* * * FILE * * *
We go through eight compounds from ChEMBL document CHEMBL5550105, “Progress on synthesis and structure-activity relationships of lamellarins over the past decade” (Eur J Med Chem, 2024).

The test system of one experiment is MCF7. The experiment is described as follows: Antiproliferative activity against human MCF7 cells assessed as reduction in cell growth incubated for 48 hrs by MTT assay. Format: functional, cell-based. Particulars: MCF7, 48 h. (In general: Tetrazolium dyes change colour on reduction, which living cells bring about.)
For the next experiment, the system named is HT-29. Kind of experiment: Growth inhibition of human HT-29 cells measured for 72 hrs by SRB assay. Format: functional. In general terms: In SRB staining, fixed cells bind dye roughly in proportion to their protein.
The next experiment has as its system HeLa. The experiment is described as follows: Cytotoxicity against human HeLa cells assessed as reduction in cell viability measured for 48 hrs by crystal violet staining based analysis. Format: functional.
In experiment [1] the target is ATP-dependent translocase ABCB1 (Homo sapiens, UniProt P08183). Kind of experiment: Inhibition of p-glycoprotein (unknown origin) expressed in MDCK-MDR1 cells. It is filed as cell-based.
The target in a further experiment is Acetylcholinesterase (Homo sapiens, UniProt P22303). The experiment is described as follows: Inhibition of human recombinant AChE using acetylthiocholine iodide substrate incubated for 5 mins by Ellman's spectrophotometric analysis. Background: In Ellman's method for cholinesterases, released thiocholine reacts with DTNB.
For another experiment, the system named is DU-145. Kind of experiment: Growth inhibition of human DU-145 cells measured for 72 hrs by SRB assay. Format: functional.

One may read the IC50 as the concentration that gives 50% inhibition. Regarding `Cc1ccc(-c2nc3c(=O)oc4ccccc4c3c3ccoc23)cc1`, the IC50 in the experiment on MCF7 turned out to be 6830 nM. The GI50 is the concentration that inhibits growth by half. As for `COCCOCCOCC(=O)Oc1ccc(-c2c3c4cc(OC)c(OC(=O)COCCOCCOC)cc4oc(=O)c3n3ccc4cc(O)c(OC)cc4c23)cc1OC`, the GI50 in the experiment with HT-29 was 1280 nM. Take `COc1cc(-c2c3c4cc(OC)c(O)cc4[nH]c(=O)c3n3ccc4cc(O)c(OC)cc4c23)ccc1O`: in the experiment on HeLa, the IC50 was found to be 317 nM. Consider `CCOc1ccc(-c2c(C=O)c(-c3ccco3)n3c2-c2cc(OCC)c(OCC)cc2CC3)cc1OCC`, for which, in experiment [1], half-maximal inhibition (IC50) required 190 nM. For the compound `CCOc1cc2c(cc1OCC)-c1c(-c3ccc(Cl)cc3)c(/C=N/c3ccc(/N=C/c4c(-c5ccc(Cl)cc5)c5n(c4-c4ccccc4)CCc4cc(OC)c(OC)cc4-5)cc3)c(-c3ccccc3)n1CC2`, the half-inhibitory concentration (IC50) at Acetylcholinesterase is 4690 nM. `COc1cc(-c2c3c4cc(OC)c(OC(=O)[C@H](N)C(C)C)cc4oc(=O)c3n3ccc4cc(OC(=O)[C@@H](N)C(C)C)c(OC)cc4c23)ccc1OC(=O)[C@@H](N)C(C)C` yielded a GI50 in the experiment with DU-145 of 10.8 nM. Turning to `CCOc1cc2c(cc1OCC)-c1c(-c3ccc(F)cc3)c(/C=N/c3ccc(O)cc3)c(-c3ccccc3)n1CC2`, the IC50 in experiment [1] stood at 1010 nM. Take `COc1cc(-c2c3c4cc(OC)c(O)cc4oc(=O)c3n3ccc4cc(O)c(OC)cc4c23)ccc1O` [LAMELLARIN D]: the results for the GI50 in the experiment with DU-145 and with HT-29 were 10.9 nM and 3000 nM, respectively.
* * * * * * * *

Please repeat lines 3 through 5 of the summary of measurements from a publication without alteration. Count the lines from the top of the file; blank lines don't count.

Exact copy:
For the next experiment, the system named is HT-29. Kind of experiment: Growth inhibition of human HT-29 cells measured for 72 hrs by SRB assay. Format: functional. In general terms: In SRB staining, fixed cells bind dye roughly in proportion to their protein.
The next experiment has as its system HeLa. The experiment is described as follows: Cytotoxicity against human HeLa cells assessed as reduction in cell viability measured for 48 hrs by crystal violet staining based analysis. Format: functional.
In experiment [1] the target is ATP-dependent translocase ABCB1 (Homo sapiens, UniProt P08183). Kind of experiment: Inhibition of p-glycoprotein (unknown origin) expressed in MDCK-MDR1 cells. It is filed as cell-based.